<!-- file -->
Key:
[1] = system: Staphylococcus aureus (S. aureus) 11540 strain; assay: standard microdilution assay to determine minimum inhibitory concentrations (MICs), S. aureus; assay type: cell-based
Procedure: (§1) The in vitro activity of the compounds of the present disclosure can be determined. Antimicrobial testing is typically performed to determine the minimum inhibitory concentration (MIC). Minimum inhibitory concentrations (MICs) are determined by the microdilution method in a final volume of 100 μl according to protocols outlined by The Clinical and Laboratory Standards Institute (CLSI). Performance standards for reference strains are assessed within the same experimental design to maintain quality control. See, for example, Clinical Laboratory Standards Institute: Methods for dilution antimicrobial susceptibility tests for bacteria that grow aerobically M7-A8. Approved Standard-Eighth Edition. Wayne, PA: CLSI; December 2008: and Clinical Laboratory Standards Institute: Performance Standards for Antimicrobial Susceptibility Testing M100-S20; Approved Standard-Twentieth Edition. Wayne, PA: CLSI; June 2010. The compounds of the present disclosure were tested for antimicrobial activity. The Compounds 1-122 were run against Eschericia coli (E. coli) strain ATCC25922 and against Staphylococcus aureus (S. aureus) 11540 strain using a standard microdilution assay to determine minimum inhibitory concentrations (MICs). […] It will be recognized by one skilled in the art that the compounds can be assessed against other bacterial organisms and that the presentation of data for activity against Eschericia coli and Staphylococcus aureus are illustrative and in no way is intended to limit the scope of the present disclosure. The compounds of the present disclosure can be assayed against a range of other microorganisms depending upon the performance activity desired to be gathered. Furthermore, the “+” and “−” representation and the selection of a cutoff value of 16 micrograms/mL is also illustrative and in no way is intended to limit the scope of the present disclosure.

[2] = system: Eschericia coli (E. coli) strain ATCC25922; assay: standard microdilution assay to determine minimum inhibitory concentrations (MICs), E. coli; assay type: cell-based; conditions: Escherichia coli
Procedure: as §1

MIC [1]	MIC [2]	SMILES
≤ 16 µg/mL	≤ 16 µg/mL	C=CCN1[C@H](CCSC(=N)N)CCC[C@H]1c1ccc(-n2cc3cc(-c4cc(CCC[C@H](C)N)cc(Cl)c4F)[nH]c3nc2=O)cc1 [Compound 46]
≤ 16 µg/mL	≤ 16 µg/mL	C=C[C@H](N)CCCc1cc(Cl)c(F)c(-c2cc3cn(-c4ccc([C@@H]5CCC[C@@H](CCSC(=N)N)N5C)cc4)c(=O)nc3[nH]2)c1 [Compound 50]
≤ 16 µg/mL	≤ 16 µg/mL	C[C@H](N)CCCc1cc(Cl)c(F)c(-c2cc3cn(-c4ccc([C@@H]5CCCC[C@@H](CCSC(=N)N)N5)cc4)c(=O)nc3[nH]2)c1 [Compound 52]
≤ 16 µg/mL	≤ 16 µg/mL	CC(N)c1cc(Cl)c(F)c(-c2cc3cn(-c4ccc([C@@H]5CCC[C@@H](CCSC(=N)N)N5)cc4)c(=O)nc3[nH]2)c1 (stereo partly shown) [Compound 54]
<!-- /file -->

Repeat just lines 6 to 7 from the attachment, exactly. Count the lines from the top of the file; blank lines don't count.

MIC [1]	MIC [2]	SMILES
≤ 16 µg/mL	≤ 16 µg/mL	C=CCN1[C@H](CCSC(=N)N)CCC[C@H]1c1ccc(-n2cc3cc(-c4cc(CCC[C@H](C)N)cc(Cl)c4F)[nH]c3nc2=O)cc1 [Compound 46]